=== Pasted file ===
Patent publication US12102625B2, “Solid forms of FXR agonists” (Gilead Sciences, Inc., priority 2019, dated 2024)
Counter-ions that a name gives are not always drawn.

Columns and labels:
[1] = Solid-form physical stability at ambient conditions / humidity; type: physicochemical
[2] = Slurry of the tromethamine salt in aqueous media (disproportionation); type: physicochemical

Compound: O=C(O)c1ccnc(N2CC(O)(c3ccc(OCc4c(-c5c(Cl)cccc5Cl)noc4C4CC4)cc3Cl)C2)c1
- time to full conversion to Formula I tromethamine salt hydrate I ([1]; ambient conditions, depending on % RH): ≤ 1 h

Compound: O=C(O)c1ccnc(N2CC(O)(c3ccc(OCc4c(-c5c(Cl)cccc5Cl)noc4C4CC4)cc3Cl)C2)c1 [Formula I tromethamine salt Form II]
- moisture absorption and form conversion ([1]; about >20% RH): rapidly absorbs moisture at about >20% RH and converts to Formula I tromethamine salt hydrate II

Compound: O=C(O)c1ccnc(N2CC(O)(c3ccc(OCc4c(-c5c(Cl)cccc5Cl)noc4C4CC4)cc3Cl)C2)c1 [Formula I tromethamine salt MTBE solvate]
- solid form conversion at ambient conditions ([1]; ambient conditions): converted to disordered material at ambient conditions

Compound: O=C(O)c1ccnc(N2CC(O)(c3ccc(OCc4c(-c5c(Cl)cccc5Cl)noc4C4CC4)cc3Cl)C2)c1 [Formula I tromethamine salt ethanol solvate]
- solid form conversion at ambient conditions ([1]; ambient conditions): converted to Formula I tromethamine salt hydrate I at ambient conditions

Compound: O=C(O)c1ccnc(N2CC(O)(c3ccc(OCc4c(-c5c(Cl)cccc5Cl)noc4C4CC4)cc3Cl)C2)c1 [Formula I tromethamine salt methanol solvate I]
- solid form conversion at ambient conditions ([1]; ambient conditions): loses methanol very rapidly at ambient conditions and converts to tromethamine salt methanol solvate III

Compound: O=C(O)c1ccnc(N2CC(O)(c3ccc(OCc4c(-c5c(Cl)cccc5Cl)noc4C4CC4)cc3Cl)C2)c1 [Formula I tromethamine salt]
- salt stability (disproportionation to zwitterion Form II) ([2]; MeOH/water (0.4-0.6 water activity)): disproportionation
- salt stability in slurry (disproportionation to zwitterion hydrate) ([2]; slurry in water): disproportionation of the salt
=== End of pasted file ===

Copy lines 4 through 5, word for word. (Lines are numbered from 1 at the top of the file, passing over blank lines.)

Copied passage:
[1] = Solid-form physical stability at ambient conditions / humidity; type: physicochemical
[2] = Slurry of the tromethamine salt in aqueous media (disproportionation); type: physicochemical